Female athletes are donating their brains to CTE research

I’m sure most of us out there have heard about the CTE studies that commonly take place on the brains of football players, since football is such a high profile and popular contact sport.

Remember the movie, “Concussion” featuring Will Smith?

Well, it’s not just football players that need to worry about CTE anymore. And, it’s not just male sports that need to worry about it.

U.S. Olympic bobsledder Elana Meyers Taylor will be donating her brain to concussion and CTE research. (Photo credit: Instagram/@elanameyerstaylor)

Simply put, women’s brains aren’t being studied at the same rate that mens’ are. Why, you ask?

The studies being conducted don’t have enough female brains to work with. The largest brain bank in the world, VA-BU-CLF Brain Bank, currently has less than 10 female brains!

Say, WHAT?

Thankfully it looks like that may change moving forward.

Three female Olympic athletes have stepped up to a study that may turn out to be just as meaningful as their careers.

U.S. Olympic bobsledder Elana Meyers Taylor, four-time U.S. Olympic ice hockey player Angela Ruggiero and five-time Olympic medalist for the Canadian women’s ice hockey team Hayley Wickenheiser have all announced that they will donate their brains to concussion research.

These women aren’t the first to pledge their brains to this scientific study.

Brandi Chastain (U.S. Soccer legend), A.J. Griswold (former USA Hockey Women’s Player of the Year) and Nancy Hogshead-Makar (three-time Olympic gold medalist in swimming) have already pledged to donate their brains to the CTE study as well.

Since 2008, there have been approximately 2,800 former athletes and military veterans that have pledged to donate their brain to the Concussion Legacy Foundation. And out of that 2,800, about 560 of them are female brains.

That is still a seriously small percentage.

It is obvious that football has received most of the attention of these CTE studies. But what about lacrosse, soccer, bobsledding, ice hockey or cheerleading?

Whether they are male-driven sports or female-driven sports, there is an intense physicality that comes with all of these sports.

Luke Kuechly the “poster child” for concussions in the NFL has been using a Q-Collar for preventative measures towards concussions and CTE. (Photo credit: Instagram/@lukekeuchly)

Actually, females may be at even higher risk according to a study presented at last year’s Annual Meeting of the American Academy of Orthopaedic Surgeons (AAOS).

“Female high school soccer players have the highest rate of concussions of any sport, even more than football players.”

As a former high school soccer player, that really resonated with me.

It may seem like we’re behind the curve on concussion protocol or even preventative measures when we’re talking about brain research that will potentially only go down on these women’s brains decades from now.

Still, don’t be at a total despair if you’re a female soccer player. There are all kinds of preventative and recovery studies being done.

According to the Charlotte Observer, Carolina Panthers hard-hitter Luke Kuechly,  the so-called “poster child” in the NFL for concussions, is wearing an experimental Q-Collar to prevent concussions formulated from technology they learned from woodpeckers.

“The Q Collar’s inspiration was drawn from the physiology of a woodpecker, which beats its head against a tree trunk several thousand times per day but does not suffer brain damage.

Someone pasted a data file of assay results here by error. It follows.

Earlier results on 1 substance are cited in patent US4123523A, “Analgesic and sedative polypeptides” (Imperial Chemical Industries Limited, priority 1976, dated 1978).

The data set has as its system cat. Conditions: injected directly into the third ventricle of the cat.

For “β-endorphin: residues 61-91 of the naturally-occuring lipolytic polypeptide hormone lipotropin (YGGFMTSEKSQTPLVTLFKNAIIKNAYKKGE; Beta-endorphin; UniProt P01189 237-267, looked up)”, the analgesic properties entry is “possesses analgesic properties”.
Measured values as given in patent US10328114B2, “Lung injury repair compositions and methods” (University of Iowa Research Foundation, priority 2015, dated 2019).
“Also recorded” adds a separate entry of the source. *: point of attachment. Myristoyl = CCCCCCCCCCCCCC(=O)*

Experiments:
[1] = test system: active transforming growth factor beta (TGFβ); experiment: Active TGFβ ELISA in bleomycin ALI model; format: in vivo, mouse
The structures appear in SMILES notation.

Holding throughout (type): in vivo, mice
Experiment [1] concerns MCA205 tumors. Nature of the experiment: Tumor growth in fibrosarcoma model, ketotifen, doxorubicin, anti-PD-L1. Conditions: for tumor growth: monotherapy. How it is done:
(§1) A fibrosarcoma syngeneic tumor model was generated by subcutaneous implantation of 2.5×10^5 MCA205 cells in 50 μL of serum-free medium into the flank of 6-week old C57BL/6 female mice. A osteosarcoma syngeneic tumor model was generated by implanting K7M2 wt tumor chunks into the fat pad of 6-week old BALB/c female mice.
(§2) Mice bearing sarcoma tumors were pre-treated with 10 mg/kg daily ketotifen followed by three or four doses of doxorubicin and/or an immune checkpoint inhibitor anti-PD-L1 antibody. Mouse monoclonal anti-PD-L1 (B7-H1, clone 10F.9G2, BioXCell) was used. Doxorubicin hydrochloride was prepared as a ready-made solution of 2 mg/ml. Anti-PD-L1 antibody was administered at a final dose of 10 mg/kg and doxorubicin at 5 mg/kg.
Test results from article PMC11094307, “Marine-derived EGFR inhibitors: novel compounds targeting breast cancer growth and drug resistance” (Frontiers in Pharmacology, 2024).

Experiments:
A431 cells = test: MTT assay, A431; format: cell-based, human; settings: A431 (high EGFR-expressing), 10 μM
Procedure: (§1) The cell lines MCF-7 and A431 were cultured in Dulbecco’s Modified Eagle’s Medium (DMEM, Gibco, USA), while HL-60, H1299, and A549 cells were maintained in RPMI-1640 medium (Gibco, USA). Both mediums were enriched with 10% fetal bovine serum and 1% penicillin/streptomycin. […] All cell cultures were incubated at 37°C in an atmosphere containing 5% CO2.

This is because, among other advantages, a woodpecker’s tongue can put pressure on its jugular vein.

By doing so, the blood flow out of the skull cavity slows and provides a cushion for the brain on the inside of the skull.”

Cool, right?

Beyond that there are brain treatments that people are doing that are helping their brain recover from concussions and even the effects of alcoholism and depression.

One of those treatments that is non-invasive (yay) is Lumos Neurofeedback. Below shows just some of the cases it can really help improve upon.

Head traumas can literally shut off certain parts of your brain, temporarily or permanently. It’s not uncommon for someone’s personality to change following a head injury. • Your brain is constructed of different lobes that are responsible for different aspects and functions of your life, but they all work together as ONE system. When one area of the brain is damaged or not operating at its’ fullest potential, other areas of the brain start to suffer as well. This decreases the quality of your life, whether slightly or significantly. • The longer one waits to receive brain training after head traumas, the stronger those effects will set in later in life. Start healing those beautiful brains to their fullest potential today. Direct message me for more details on how. • #wellness #brain #neuroscience #recovery #optinization #peakperformance #mindfulness #mind #brainwaves #braingames #mindgames #losangeles #malibu #neurofeedback #neurofeedbacktraining #braintraining #funfact #funfacts #neurology

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One of the neurofeedback machine’s operators, Parker Johnson, is a big time snowboarder and former high school athlete and suffered from countless concussions. Once he started doing treatments he saw drastic improvements.

As a result, he decided to become involved with these treatments as a full-time career to help share the love of these awesome treatments!

Parker is constantly taking new clients and I’ve personally already seen results amongst my friends and family already from it.

It’s crazy to think there aren’t more people taking advantage of these brain treatments, especially for female and male athletes alike.

Maybe I should consider these treatments due to my former stud soccer career and love of rum & diets?

LOL. But seriously…

— Hailey



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